The Lab Is Dead. Long Live the Lab!

When Tran Wills first sent out the word that she’d be closing the doors of her six-year-old indie fashion boutique, the Fabric Lab, at the end of the year, there was a flurry of panic among a certain hipster/design-savvy sector of the community. How could Wills close the groundbreaking East Colfax shop, where homegrown style has lived for so long? But the panic, she notes, is premature. “I’m not disappearing!” Wills says. She plans to continue doing what’s she’s been doing all along — supporting local designers by selling their clothing and hosting fashion events like her Prototype trunk shows — but without the store as a base.

Instead, Wills hopes to instigate a series of pop-up boutiques that reach beyond the boundaries of the Fabric Lab neighborhood, among other things. “Instead of having the physical store, I’d do something maybe every two months. It would be fun, and I’d choose designers to fit the environment.” Meaning what? Think designers who work with recycled materials, using a Whole Foods Market for a runway, or funky craft pieces showcased at the library. Or, she adds, high-end couture pieces at a museum.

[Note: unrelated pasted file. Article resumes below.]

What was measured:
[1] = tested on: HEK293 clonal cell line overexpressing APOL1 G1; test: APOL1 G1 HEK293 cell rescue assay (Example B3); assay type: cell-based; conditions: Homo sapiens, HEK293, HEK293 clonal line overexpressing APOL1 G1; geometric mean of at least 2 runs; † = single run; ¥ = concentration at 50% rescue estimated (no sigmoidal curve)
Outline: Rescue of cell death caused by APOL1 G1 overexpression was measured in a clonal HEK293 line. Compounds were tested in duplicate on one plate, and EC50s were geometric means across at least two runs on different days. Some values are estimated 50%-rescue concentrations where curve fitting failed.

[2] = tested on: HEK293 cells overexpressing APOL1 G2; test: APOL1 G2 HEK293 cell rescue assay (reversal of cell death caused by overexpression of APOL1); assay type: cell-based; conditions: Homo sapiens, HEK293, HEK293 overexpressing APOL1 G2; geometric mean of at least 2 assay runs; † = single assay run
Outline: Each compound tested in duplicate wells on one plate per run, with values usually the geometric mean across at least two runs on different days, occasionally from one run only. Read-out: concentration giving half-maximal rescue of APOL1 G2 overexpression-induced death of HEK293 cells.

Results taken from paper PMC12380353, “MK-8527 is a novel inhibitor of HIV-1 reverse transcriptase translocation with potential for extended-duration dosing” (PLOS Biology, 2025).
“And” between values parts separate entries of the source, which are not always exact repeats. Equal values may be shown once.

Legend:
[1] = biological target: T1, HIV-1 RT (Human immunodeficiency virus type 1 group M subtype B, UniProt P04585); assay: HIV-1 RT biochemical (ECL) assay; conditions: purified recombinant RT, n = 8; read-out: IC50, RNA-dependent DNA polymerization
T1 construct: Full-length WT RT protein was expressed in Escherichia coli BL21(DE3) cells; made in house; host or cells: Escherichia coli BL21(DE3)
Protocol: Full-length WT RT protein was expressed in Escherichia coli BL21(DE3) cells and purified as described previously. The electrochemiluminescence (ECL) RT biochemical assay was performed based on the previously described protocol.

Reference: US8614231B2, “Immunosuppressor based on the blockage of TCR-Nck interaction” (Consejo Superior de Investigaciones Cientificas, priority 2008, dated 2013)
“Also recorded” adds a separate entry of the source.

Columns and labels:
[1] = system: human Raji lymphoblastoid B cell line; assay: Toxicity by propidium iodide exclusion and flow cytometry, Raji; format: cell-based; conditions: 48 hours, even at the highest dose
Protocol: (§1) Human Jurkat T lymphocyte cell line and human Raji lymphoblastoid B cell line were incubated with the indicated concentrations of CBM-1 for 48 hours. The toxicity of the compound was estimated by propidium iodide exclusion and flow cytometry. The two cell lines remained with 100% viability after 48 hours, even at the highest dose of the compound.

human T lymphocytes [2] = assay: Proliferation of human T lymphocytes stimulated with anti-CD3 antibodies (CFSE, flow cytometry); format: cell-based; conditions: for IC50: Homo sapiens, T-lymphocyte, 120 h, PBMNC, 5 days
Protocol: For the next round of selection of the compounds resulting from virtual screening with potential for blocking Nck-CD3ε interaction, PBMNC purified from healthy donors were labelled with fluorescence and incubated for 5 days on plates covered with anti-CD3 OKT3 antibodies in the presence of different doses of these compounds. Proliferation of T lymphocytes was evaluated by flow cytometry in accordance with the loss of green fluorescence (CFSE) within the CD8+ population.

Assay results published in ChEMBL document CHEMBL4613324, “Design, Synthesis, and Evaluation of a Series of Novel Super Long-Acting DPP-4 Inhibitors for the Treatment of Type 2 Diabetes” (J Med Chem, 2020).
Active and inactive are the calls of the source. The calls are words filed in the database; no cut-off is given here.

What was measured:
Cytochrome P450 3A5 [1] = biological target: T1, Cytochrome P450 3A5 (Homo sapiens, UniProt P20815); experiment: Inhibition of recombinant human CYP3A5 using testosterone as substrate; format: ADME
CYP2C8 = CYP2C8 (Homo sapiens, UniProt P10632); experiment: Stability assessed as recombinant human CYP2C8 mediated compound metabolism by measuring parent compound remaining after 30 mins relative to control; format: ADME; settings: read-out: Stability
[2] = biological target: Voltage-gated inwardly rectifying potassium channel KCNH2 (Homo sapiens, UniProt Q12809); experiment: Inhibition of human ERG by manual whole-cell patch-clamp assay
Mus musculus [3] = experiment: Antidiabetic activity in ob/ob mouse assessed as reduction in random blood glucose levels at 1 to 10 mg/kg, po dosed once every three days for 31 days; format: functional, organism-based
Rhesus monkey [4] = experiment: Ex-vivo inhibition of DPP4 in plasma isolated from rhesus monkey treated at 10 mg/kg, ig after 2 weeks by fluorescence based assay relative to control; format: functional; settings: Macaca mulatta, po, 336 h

But before Wills moves on to her exciting pop-up future, she’s throwing one last bash, the Fabric Lab Store Closing Reception, a combination farewell party and uber-Prototype blowout, featuring a bevy of friends and favorite designers. “It’s a celebration of everything we’ve done, of all the people we’ve met and who’ve helped us and supported us. It’s a chance to give back to them and at the same time explain what’s going on next,” she says of the event, which takes place tonight from 7 to 10 p.m. at Mod Livin', 5327 East Colfax Avenue.

Come down, pay your respects and look forward with Wills; admission is a $5 donation for the ACTS Food Bank and Resource Center. Visit www.thefabriclab.com or call 303-321-3604.
Sat., Nov. 14, 7-10 p.m., 2009

 
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